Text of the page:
The internet is an integral part of our children’s lives.  Although there can be dangers in using the internet, it is an extremely powerful tool which can be an invaluable source of learning as well as providing entertainment and a means of communication. 

As children grow up, they are curious and want to take risks and test boundaries; this is a normal part of the maturing process.  Doing this online, however, can have risks and can cause long term effects. 

It is, therefore, important that parents/carers allow their children to strike a balance between exploration and developing their independence and making them aware of the dangers and what to do if things go wrong.

What are some of the risks?

  • Exposure to inappropriate sexual content
  • Grooming 
  • Radicalisation 
  • Sharing personal information
  • Insecure privacy settings
  • Sharing inappropriate images
  • Cyber-bullying
  • Plagiarism
  •  Illegal downloading
  • Over-spending whilst gaming
  • Opening unknown email attachments

Staying Safe Online

Online communication through various devices including smartphones, iPhones, iPods, iPads, Tablets, Games Consoles (i.e. Xbox or Playstation), Macs, and PCs is now embedded into the daily lives of most young people. Are you aware of the benefits and dangers and how to tell whether your child is using the technology safely?

Communication tools can be used in amazing ways to assist your child’s learning, from FaceTime or Skype chats over Maths homework to iMessage to remind a student about an appointment.  Unfortunately, as with conversations in playgrounds and in town, some students will use the opportunity to discuss inappropriate topics or to bully other students.  With photos and videos, this has now extended to sharing images that can, unfortunately, result in offensive or even illegal actions.  Do you look at your child’s messaging programs to see what they are sharing?

Digital Footprint 

Every time your child goes online, they leave a trail of information about themselves and their activity. This contributes to their overall online reputation and becomes their Digital Footprint! When this information is positive its great, but when not it can be disastrous. 

Before sharing content using social media, messaging, texting etc. they should think of the following: 

· Would they feel comfortable if this was hung on a billboard in the middle of town for all to see with their name on it? 

· Does the message take into account others feelings? How would they feel if this was about them? 

· Would they want this information linked to their name when they start college/university/work? Could it affect them having the career they want? 

Read more about how you can help your child have a positive Digital Footprint at ParentINFO.

Surfing the web safely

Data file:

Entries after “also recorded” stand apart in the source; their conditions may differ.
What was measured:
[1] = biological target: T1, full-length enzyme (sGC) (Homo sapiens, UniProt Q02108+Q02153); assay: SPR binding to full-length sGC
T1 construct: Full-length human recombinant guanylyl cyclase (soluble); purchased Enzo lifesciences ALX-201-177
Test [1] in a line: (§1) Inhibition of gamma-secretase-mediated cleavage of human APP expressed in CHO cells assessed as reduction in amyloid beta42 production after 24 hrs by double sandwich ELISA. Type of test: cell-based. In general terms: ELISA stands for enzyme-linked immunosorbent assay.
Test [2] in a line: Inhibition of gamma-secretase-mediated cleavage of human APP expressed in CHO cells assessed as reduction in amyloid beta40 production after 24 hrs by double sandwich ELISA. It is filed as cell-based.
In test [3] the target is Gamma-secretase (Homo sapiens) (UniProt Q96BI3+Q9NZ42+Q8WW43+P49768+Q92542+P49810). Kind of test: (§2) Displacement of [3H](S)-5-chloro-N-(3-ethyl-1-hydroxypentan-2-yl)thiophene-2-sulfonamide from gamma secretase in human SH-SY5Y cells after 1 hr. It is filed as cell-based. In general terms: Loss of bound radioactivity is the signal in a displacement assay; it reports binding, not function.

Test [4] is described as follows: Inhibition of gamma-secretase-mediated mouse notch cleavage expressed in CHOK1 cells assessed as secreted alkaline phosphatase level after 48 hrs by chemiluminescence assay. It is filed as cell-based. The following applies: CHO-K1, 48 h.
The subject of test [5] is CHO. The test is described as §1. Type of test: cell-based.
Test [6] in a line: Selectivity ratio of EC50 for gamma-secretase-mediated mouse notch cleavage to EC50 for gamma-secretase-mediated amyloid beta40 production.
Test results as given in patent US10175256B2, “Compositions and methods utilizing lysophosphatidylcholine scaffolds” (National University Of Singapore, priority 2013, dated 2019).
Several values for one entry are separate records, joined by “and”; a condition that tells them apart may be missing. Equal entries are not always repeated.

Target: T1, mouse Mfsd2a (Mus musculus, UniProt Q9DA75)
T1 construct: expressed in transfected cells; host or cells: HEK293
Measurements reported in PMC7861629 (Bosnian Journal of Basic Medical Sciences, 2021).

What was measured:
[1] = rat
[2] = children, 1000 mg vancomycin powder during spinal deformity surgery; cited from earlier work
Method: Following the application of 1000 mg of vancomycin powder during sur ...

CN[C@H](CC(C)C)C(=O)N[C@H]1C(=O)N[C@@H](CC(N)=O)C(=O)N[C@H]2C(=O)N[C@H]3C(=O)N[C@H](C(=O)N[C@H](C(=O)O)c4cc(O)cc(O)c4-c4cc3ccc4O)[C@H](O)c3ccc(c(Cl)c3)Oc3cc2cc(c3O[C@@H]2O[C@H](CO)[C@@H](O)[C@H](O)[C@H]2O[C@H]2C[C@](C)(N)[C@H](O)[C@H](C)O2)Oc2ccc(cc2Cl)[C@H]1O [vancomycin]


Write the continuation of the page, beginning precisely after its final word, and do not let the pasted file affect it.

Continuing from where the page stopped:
Most modern web browsers (Safari, Firefox and Internet Explorer) now have a ‘private browsing’ mode. Whilst this might be useful for protecting your web use if, for example, researching a surprise birthday gift, it is also used by people to try and hide their internet history.  If your child is using ‘private browsing’, ask them why.  If their internet browsing history is blank, what are they trying to hide?  If you want to protect your whole house, speak to your Internet Service Provider about using Family Safe settings on your Broadband Router.  OpenDNS  offer a free service for families to monitor web use on their computers.  The ideal place at home for an internet-connected laptop, tablet or desktop is in a communal area such as a family room where there will be some level of supervision.  Smartphones and other internet-connected devices should not be left in bedrooms overnight, when their unsupervised use can lead to problems.


Cyber bullying is when a person or a group of people uses the internet, mobile phones, online games or any other kind of digital technology to threaten, tease, upset or humiliate someone else (definition from ChildLine: Cyberbullying is just as harmful as bullying in the real world and may, in some cases, result in prosecution by the Police.  Those who take part in online bullying often use a group of friends to target their victims by asking them to add a comment to a photo on a blog, or asking them to forward it onto another group of friends.)

Types of Cyberbullying

There are lots of different types of cyberbullying. These are the main ones:


Sending emails that can be threatening or upsetting to a single target, or to a group of people to encourage them to become part of the bullying. These messages or ‘hate mails’ can include examples of racism, sexism and other types of prejudice.

Instant messenger and chatrooms:

Sending instant messenger and chatroom messages to friends or direct to a victim. Others can be invited into the bullying conversation, who then become part of it by laughing.

Social networking sites:

Setting up profiles on social networking sites to make fun of someone.  By visiting these pages or contributing to them, students can become part of the problem.

Mobile phone:

Sending humiliating and abusive text or video messages, as well as photo messages and phone calls over a mobile phone.

Abusing personal information:

Many victims of cyberbullying have complained that they have seen personal photos, emails or blog postings posted where others could see them without their permission. Social networking sites make it a lot easier for web users to get hold of personal information and photos of people. They can also get hold of someone else’s messaging accounts and chat to people pretending to be the victim.

The effects of cyberbullying:

Even though cyberbullying cannot physically hurt students, it can still leave them feeling mentally vulnerable and very upset. Students can also feel scared, lonely and stressed and that there’s no way out.

How to deal with cyberbullying: